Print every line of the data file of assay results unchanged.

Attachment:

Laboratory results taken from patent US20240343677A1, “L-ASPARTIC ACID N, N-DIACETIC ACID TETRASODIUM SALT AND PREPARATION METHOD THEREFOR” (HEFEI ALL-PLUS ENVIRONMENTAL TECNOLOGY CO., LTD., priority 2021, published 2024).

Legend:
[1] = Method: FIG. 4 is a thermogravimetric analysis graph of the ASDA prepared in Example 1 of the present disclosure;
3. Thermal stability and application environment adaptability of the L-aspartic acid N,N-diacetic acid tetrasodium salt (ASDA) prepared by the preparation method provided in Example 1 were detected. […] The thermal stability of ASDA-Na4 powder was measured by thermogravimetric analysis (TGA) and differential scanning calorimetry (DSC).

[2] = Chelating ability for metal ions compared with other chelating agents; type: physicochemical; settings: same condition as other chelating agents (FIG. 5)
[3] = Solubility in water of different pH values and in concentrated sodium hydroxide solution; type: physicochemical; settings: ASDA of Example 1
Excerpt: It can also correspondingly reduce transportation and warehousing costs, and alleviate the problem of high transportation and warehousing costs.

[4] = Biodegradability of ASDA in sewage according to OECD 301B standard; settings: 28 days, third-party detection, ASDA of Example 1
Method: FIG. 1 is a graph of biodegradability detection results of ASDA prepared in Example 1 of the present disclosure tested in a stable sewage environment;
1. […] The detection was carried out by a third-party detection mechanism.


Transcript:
Laboratory results taken from patent US20240343677A1, “L-ASPARTIC ACID N, N-DIACETIC ACID TETRASODIUM SALT AND PREPARATION METHOD THEREFOR” (HEFEI ALL-PLUS ENVIRONMENTAL TECNOLOGY CO., LTD., priority 2021, published 2024).

Legend:
[1] = Method: FIG. 4 is a thermogravimetric analysis graph of the ASDA prepared in Example 1 of the present disclosure;
3. Thermal stability and application environment adaptability of the L-aspartic acid N,N-diacetic acid tetrasodium salt (ASDA) prepared by the preparation method provided in Example 1 were detected. […] The thermal stability of ASDA-Na4 powder was measured by thermogravimetric analysis (TGA) and differential scanning calorimetry (DSC).

[2] = Chelating ability for metal ions compared with other chelating agents; type: physicochemical; settings: same condition as other chelating agents (FIG. 5)
[3] = Solubility in water of different pH values and in concentrated sodium hydroxide solution; type: physicochemical; settings: ASDA of Example 1
Excerpt: It can also correspondingly reduce transportation and warehousing costs, and alleviate the problem of high transportation and warehousing costs.

[4] = Biodegradability of ASDA in sewage according to OECD 301B standard; settings: 28 days, third-party detection, ASDA of Example 1
Method: FIG. 1 is a graph of biodegradability detection results of ASDA prepared in Example 1 of the present disclosure tested in a stable sewage environment;
1. […] The detection was carried out by a third-party detection mechanism.